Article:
Trying to imagine what Fort Mason was really like when it was a Calvary post on the edge of the western frontier is a fundamental challenge to our modern minds, but reading the observations of the earliest travelers through the area brings to mind some of the beauty of the area that we still enjoy. In my last article I talked about some of the background from the time that Robert E. Lee was commander of the Fort in 1861 and mentioned some of the particular artifacts from that time period. Today I want to quote from a description and journal that was published of travelers who passed through this region even before Fort Mason was established ten years before the Civil War.
After the conclusion of the Mexican American War it became necessary to survey and inspect the new boundary between the two countries, and John Bartlett was appointed Commissioner of the Boundary Survey. He arrived in Texas in 1850 and began the journey from the Gulf coast all the way to the village of San Diego in the new American territory of California. He also kept a careful journal that was published in 1854 as his “Personal Narrative” of the travels, and began his trip in the Texas settlement of San Antonio and went from there to Fredericksburg on what was then the edge of settlement. Leaving Fredericksburg and travelling north and west along the “Emigrant’s Road” on October 17, 1850 he noted that the land “was, on the whole, the most interesting country we had seen since leaving San Antonio. A reddish sandstone appeared in some places...” and “the Llano is the finest stream we have yet met in Texas... Where we forded it, it was two feet deep and one hundred and fifty in width.” The Emigrant’s Road at this point roughly parcelled highway 87N from the south, and so at that time he was in what was to become Mason County.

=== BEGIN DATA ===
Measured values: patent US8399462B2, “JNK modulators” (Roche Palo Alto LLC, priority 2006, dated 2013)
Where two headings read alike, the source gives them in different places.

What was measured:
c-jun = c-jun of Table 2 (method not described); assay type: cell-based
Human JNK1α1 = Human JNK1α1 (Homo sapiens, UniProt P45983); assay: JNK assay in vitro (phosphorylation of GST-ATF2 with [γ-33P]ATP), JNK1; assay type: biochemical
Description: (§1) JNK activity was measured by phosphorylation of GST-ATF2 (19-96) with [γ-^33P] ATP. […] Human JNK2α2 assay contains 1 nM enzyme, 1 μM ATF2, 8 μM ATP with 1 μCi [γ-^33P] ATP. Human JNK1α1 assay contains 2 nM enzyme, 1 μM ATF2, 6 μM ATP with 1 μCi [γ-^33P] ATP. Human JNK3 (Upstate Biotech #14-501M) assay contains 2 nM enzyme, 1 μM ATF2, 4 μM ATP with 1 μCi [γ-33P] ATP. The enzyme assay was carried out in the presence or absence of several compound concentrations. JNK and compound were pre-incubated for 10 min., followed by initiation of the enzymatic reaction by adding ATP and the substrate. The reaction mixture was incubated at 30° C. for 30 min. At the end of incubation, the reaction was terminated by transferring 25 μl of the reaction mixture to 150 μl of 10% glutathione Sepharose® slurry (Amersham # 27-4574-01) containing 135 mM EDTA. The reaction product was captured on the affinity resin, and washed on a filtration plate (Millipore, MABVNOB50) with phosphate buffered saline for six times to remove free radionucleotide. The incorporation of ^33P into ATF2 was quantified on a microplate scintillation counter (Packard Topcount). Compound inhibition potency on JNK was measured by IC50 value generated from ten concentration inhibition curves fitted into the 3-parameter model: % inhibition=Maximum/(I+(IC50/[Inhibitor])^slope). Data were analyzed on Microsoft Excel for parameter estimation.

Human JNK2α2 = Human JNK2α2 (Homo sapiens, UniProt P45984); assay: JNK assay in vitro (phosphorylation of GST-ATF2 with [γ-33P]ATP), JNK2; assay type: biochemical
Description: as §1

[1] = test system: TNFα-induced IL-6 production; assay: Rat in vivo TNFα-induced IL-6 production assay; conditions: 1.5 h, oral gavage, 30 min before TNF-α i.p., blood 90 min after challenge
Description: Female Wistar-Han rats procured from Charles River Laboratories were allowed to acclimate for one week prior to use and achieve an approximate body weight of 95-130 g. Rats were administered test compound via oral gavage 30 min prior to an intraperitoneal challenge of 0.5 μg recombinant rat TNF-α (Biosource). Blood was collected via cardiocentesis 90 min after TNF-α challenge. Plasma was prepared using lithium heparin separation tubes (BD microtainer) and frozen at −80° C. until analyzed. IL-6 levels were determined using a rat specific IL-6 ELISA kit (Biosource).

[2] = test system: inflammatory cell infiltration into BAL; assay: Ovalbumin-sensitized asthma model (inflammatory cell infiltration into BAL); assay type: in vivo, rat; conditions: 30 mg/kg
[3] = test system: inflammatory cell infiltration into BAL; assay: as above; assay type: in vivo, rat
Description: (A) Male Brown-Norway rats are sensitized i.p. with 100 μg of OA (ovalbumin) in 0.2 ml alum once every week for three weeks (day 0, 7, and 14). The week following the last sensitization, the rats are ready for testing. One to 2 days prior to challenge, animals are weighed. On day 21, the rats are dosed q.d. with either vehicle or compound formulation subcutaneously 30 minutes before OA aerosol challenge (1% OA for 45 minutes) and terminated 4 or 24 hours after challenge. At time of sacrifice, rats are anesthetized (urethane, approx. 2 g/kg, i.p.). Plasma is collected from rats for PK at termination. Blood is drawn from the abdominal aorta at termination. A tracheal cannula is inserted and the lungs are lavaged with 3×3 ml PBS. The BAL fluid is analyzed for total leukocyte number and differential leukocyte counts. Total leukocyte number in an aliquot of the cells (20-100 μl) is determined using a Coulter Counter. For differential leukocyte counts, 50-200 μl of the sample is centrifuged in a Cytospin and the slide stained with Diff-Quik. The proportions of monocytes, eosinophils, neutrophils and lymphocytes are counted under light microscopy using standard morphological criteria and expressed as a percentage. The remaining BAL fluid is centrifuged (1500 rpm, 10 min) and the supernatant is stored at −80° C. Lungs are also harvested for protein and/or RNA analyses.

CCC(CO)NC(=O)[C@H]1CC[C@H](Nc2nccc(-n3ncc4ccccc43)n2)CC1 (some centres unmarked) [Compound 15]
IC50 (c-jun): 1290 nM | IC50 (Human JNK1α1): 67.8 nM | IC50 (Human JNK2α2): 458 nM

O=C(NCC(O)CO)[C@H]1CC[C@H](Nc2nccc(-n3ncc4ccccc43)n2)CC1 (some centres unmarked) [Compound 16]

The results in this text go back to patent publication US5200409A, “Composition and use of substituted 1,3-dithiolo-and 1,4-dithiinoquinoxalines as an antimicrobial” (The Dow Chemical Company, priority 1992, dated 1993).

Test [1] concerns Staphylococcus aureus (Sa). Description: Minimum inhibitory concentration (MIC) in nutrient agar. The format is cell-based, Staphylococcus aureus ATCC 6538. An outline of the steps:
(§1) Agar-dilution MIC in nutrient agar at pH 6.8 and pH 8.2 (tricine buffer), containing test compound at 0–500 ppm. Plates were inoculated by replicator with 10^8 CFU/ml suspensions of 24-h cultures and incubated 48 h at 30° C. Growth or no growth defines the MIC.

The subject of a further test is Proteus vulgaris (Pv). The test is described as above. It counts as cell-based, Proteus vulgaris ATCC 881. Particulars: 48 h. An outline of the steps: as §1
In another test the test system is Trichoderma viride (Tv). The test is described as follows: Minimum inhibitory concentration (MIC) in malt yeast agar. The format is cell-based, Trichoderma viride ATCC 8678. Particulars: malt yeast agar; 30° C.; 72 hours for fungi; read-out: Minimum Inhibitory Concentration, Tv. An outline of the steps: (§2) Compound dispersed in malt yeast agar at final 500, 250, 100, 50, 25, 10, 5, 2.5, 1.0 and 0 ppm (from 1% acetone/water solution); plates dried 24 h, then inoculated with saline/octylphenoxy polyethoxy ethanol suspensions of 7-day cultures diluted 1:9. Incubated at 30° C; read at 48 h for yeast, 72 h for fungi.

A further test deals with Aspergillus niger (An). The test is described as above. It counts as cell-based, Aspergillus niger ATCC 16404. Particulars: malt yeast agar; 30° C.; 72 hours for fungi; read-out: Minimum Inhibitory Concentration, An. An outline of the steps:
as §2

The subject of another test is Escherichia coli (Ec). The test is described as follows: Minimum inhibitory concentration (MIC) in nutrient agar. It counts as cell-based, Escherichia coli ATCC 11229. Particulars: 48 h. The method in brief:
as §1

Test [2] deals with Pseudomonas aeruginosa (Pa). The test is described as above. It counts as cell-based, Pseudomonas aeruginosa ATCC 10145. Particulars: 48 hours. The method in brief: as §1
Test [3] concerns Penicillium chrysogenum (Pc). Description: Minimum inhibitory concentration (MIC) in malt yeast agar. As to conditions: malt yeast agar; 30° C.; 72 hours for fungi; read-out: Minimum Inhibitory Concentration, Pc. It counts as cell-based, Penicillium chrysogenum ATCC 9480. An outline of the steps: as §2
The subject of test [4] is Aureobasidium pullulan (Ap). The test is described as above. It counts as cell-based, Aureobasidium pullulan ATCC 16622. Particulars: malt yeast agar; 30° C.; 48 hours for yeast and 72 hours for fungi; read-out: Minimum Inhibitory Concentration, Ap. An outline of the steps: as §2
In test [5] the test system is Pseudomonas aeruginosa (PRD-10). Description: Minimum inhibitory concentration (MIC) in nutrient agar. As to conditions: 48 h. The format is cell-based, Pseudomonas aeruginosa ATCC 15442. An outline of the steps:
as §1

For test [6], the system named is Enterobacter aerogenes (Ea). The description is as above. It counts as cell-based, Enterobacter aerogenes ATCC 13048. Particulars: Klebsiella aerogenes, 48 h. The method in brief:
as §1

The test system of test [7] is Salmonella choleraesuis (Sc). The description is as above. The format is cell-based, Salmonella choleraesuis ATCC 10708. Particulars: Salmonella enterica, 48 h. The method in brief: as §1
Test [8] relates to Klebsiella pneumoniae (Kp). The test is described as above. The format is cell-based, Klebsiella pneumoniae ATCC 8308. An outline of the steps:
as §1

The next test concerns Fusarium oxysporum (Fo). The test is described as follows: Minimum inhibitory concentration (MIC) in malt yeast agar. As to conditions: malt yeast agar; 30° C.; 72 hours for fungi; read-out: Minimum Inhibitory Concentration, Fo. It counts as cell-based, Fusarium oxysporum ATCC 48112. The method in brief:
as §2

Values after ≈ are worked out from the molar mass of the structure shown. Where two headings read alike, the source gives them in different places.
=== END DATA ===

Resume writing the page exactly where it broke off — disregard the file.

After visiting and describing some German settlers along the Llano river and purchasing corn for the stock, John Bartlett recounts the travels of October 19 describing “the country was thinly wooded with live-oak. Passed a range of high hills.... (and) Left my mule and walked to the summit, whence there was presented a fine view of the surrounding country, consisting of an alternation of hills and prairie, with scattering trees, chiefly mezquit.” Since he noted that the previous evening they had camped on Comanche Creek where the trail crossed, and catching fish in a large pool of the creek, it might be reasonable to supposed that he was describing the view from a location that would later be known as Post Hill.
Without highway mile markers or Google maps to compare, it is hard to pin-point the places of the past, but John Bartlett spends six pages describing people and places that most likely were in Mason County over 150 years ago. He went on to follow the trail, turning to the west before he came to the San Saba river, and followed the Emigrant’s Road all the way to El Paso through the wilderness. If you are interested in learning more, stop by Red Door Antiques and enjoy the fascination of holding a book that is from 1854 and reading the journals and experiences of these early travelers and try to imagine ... the way is was.